Why does Katter matter? Well, consider the latest strife to hit Gillard - the brawl over poker machines that she’s managed to start with not just the NRL clubs, but now AFL ones as well.
The clubs are screaming they’ll lose millions of dollars if she keeps her promise to independent MP Andrew Wilkie to make them install technology that switches off a machine after a gambler loses a pre-set amount.
If Gillard keeps her word, furious clubs with hundreds of thousands of Labor-voting members will make some Labor politicians pay with their seats.
But if she breaks her promise, Wilkie says he’ll tear up his agreement to keep Gillard as Prime Minister. He could force an early election in which Labor would be smashed.
A dilemma, you’d conclude. But here comes Katter, who never supported Gillard, urging Labor powerbrokers to give Rudd another go.
It is almost inconceivable that Katter would not back a man he’s described privately as his closest friend in Parliament, if Rudd once more got the job.
Lose Wilkie, but gain Katter, is Rudd’s pitch. Labor could then scrap the pokies promise, without Wilkie forcing it to the polls.
Of course, as Rudd grows stronger, his Labor opponents grow more strident.
On Sunday, on The Bolt Report, I showed Kristina Keneally the infamous footage of Rudd treating her like dirt when, as the then NSW Premier, she welcomed him last year to their talks on a health agreement.
As Keneally spoke to him, Rudd shuffled his papers and studiously refused to look her in the eye, and when she finished he banged the table, and still ignoring her, snapped: “Yeah, well, let’s get on with some health reform.”
On seeing it all again on Sunday, Keneally said: “That picture says a thousand words. and it really goes to why the caucus is going to stick with Julia ... People can work with her quite readily.”
But not with Rudd, the first prime minister to ever be dismissed by his colleagues on the grounds that he was a bastard and completely out of control.
Andrew Bolt – Wednesday, September 28, 11 (07:06 am)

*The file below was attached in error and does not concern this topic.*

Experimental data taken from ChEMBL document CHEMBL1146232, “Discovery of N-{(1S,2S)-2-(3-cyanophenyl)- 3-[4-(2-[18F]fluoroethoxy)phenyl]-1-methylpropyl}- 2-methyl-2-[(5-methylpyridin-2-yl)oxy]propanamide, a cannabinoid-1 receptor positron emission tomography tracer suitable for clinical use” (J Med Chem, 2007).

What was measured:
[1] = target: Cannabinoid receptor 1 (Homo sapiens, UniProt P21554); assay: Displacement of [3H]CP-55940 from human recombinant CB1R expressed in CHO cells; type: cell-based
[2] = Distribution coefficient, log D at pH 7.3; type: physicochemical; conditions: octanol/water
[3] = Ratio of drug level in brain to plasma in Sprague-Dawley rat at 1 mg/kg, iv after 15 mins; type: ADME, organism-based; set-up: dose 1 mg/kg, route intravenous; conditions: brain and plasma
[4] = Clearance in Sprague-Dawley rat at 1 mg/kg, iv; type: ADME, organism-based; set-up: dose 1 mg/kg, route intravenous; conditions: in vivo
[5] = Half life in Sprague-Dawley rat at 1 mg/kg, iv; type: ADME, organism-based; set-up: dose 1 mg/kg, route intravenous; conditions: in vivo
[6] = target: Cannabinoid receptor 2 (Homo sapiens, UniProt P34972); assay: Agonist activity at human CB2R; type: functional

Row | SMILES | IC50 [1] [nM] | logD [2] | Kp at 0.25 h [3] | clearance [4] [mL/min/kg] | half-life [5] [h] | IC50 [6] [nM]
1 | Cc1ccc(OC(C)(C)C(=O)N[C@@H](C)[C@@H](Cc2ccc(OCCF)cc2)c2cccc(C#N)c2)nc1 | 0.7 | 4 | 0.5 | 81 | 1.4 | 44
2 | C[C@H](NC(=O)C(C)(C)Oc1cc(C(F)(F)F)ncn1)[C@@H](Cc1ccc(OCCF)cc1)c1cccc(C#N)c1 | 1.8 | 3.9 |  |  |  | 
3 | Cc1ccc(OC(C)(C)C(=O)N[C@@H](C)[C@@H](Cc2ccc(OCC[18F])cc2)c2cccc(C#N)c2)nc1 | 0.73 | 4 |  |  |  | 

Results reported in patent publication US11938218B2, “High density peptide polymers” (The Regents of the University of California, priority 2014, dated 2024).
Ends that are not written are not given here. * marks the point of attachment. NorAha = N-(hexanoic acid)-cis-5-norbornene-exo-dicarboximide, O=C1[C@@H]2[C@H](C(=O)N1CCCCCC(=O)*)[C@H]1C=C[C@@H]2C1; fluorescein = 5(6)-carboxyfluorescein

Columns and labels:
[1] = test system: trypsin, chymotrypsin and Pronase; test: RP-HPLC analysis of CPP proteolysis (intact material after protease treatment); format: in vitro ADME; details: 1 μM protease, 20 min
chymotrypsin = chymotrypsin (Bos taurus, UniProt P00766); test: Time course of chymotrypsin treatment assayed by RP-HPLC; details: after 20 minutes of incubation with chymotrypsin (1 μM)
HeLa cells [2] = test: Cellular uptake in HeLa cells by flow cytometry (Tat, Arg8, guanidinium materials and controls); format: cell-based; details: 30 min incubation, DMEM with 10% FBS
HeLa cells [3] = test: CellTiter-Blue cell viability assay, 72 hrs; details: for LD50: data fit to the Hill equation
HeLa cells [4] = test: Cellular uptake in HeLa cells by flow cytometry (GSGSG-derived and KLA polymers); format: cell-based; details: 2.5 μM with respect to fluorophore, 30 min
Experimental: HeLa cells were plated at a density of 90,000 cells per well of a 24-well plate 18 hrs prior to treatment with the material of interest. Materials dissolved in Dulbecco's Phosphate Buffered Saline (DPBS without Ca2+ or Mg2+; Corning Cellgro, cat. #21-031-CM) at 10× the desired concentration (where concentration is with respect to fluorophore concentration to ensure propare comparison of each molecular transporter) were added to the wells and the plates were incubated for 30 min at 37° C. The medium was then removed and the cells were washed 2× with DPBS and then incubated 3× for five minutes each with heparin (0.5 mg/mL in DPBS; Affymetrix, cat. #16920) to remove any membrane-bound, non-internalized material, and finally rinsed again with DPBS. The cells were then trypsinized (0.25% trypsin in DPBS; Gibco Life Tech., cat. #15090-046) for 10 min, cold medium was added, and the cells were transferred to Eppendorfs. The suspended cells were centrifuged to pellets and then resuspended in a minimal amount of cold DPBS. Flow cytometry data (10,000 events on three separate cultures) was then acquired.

MY wife and children are just back from another typical Australian holiday. You know the kind.
They went to Sea World, on the Gold Coast, where the queues were long and rides were shut.
They ate food that tasted like some of the acts had been deep-fried, and stayed at the four-star resort, with a buffet each night that was merely adequate.
For a break, they went to Wet’n’Wild to find even longer queues and more shut rides - and yet more of the same takeaway stodge you’ll find blocking bowels from Perth to Cape York.
So nothing out of the ordinary, then.
After all, in other years we’ve stayed at lovely Couran Cove, where we were fed depressed main courses by young staff apparently distracted from more important duties elsewhere.
At Surfers Paradise, we’ve threaded past the tattoo parlours that fester on the edges of one of the world’s best beaches, and at Cairns we motored to the Great Barrier Reef on an ageing boat to reach a tired platform still moored to a deader part of what is actually one of the world’s great wonders.
Back on land, we dined at yet another restaurant where we had to whistle for a waiter. Couldn’t tell you what we ate.
Sometimes it’s as if we’ve paid guides to kill the fun. At Uluru I’ve been pestered by overly sensitive rangers not to climb the very thing that everyone on the bus had travelled days to conquer.
Or we’ve been left to make our own fun. At Victor Harbor, in South Australia, we took the horse-drawn tram on the jetty to Granite Island, and got off to see—er, not much.